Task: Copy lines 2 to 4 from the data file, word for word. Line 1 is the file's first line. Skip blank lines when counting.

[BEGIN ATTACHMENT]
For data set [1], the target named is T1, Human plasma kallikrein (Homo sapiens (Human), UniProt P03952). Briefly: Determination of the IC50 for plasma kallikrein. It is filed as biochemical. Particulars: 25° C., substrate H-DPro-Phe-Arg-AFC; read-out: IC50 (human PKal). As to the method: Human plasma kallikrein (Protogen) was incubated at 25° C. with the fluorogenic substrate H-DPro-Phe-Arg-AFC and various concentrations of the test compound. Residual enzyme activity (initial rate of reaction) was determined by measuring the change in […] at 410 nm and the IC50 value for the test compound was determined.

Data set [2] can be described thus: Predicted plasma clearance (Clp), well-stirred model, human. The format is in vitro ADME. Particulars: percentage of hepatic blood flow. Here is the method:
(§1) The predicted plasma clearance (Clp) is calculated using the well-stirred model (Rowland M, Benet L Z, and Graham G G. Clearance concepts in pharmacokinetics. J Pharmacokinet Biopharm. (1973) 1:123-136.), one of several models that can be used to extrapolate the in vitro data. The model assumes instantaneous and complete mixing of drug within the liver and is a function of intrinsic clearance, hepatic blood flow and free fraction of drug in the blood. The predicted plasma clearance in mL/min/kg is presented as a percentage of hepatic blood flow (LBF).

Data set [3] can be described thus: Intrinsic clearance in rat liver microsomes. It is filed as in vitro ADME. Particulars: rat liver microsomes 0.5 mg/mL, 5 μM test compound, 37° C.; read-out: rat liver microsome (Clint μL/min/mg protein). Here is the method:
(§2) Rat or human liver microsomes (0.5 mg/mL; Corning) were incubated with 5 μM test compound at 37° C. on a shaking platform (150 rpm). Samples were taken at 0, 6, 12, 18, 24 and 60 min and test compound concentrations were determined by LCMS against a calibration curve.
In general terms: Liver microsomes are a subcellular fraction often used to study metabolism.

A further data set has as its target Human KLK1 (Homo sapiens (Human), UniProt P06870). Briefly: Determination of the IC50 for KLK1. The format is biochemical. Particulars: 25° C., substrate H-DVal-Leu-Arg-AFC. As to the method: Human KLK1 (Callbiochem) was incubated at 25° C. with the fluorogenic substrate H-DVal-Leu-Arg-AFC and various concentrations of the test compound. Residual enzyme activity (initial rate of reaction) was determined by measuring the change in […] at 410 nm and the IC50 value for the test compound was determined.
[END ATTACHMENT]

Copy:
Data set [2] can be described thus: Predicted plasma clearance (Clp), well-stirred model, human. The format is in vitro ADME. Particulars: percentage of hepatic blood flow. Here is the method:
(§1) The predicted plasma clearance (Clp) is calculated using the well-stirred model (Rowland M, Benet L Z, and Graham G G. Clearance concepts in pharmacokinetics. J Pharmacokinet Biopharm. (1973) 1:123-136.), one of several models that can be used to extrapolate the in vitro data. The model assumes instantaneous and complete mixing of drug within the liver and is a function of intrinsic clearance, hepatic blood flow and free fraction of drug in the blood. The predicted plasma clearance in mL/min/kg is presented as a percentage of hepatic blood flow (LBF).

Data set [3] can be described thus: Intrinsic clearance in rat liver microsomes. It is filed as in vitro ADME. Particulars: rat liver microsomes 0.5 mg/mL, 5 μM test compound, 37° C.; read-out: rat liver microsome (Clint μL/min/mg protein). Here is the method: